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Do Not Enter: The Barriers Facing Career Changers Wanting to Teach

by Staff


Do Not Enter: The Barriers Facing Career Changers Wanting to Teach

by Melodie Potts Rosevear OAM

‘Never let a good crisis go to waste’, Churchill said. As Education Ministers gather on 6-7 July, the acute teacher shortage remains high on the agenda. Meanwhile, schools on holiday have a brief reprieve from the daily puzzle of plugging staffing gaps to educate our children.

As we work to lift the status of the teaching profession and attract more into it, we must address the fact we’re losing good people before they’ve even started. Right now, too many high potential prospective teachers – mostly career changers – are blocked from Master of Teaching programs due to a complex web of regulations.

It goes something like this: to enter a postgraduate teaching course, you need an undergraduate ‘major’ in the field you want to teach and your knowledge must be ‘current’, defined by work experience in the field if your degree is more than 10 years old.

At first glance, this appears reasonable because we want teachers to have current knowledge and expertise in their field. However, teacher education reviews and Productivity Commission reports over the last decade point to unintended consequences of these regulations that are limiting teacher supply.

At Teach For Australia, we see first-hand how well-intentioned eligibility restrictions are preventing highly motivated and skilled career changers from entering the profession. We actively recruit individuals into teaching through an employment-based teacher education model. We are the most selective pathway into teaching, and rightly so, given the rigour of our program and that we serve communities where needs are highest. Yet, we must turn away hundreds of candidates because of these barriers.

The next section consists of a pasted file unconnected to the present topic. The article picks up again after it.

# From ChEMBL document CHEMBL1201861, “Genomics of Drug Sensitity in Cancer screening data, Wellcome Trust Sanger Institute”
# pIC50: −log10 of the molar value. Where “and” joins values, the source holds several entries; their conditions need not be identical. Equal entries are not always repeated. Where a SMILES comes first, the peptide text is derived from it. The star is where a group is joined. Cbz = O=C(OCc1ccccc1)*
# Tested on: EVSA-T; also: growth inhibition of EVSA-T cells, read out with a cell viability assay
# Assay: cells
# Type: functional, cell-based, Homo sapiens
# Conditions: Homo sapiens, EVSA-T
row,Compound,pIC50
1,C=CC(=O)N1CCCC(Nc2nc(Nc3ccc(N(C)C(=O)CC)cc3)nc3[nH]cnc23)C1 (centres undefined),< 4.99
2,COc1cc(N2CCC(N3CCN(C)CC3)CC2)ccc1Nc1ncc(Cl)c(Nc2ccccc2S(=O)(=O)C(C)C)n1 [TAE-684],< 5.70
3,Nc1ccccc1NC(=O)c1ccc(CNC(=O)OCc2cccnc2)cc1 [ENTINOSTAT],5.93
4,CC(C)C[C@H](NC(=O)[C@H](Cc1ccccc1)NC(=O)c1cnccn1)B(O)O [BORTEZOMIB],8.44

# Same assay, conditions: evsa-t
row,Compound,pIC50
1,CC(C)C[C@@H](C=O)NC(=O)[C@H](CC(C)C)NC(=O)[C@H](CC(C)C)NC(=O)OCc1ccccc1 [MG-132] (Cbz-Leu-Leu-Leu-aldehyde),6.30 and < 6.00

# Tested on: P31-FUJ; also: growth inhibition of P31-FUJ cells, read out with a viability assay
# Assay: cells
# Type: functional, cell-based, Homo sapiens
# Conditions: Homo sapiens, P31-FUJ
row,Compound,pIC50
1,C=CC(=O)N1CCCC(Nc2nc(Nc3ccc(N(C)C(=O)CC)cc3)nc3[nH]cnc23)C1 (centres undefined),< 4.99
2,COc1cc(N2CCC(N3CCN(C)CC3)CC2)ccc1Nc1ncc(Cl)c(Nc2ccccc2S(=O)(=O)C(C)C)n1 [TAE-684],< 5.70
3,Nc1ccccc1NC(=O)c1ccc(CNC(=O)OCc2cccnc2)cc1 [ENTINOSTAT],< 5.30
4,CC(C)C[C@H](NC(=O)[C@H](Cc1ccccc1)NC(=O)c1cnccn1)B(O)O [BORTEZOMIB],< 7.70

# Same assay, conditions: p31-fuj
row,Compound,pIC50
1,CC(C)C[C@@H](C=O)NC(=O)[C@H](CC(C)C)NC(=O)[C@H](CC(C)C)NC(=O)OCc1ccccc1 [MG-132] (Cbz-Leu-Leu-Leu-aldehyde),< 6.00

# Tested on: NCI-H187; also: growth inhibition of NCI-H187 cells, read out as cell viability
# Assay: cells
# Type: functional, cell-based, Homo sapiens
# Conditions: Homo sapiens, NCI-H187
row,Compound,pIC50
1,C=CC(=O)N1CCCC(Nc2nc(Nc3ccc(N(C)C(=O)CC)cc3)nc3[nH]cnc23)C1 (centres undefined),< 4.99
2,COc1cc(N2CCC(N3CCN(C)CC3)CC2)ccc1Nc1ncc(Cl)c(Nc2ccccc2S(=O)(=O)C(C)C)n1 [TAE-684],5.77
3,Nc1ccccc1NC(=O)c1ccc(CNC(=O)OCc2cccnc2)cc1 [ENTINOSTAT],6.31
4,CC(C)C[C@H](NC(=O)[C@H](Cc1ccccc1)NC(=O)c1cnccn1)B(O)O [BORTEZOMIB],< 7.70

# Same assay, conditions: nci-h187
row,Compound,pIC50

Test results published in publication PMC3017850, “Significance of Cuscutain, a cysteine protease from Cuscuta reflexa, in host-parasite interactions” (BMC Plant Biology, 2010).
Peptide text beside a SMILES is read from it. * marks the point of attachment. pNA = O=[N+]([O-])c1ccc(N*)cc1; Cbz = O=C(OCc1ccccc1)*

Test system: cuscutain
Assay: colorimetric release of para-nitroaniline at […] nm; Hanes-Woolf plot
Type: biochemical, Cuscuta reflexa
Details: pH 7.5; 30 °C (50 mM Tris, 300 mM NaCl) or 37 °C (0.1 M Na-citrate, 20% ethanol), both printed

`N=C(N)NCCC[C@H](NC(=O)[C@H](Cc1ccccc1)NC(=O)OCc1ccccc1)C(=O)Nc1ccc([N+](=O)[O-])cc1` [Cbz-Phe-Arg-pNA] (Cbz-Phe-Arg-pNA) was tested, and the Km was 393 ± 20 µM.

For example, we turned away Anna*. Anna graduated with an English Literature (Arts) major in 2012, then worked in other sectors. Anna wants to give back by changing careers and teaching English Lit, but her degree is more than 10 years old and she has not worked in that field in the intervening years. She is not eligible to enter a Master of Teaching.

We repeatedly turn away engineers, like Rohan*, who do not have a ‘major’ in Mathematics or Physics. Why? Because the courses that engineers take are often too specialised to be counted towards a major in Mathematics or Physics. For example, aerospace engineers take units like Flight Performance and Propulsion, or Dynamics of Aerospace Vehicles, Systems and Avionics). Similar issues can apply to commerce and finance majors and those with clinical degrees such as doctors or allied health degrees like physiotherapists.

The same is often true for those with research units as part of their degree. Recent applicant Sam* had an undergraduate degree in Applied Science and a PhD in Molecular Biology. He was unable to enrol in the Master of Teaching because his research units in biology and the sequencing of subjects could not count towards a ‘major’ in Biology.

There are two clear actions that could immediately unlock access for Anna, Rohan and Sam and hundreds more career changers like them.

One, amend the Australian Qualifications Framework, which sets the rules governing Masters-level degrees, to extend ‘currency’ of degrees from 10 to 15 years. Apply the change to Master of Teaching degrees only, to avoid impact on other fields.

Two, amend the national guidelines governing discipline-specific knowledge so more experts, including researchers, can teach. One way could be to score the total credit points earned within a discipline, rather than requiring a ‘major’. Alternatively, allow candidates to demonstrate expertise through a knowledge audit or by testing their content knowledge, as other countries do.

Let us not waste this moment. We can keep our entry bar high while letting more great people into teaching.

Note: *names changed for privacy

 

The above op-ed was written by Melodie Potts Rosevear OAM, Founder and CEO, Teach For Australia, and has been republished with permission.



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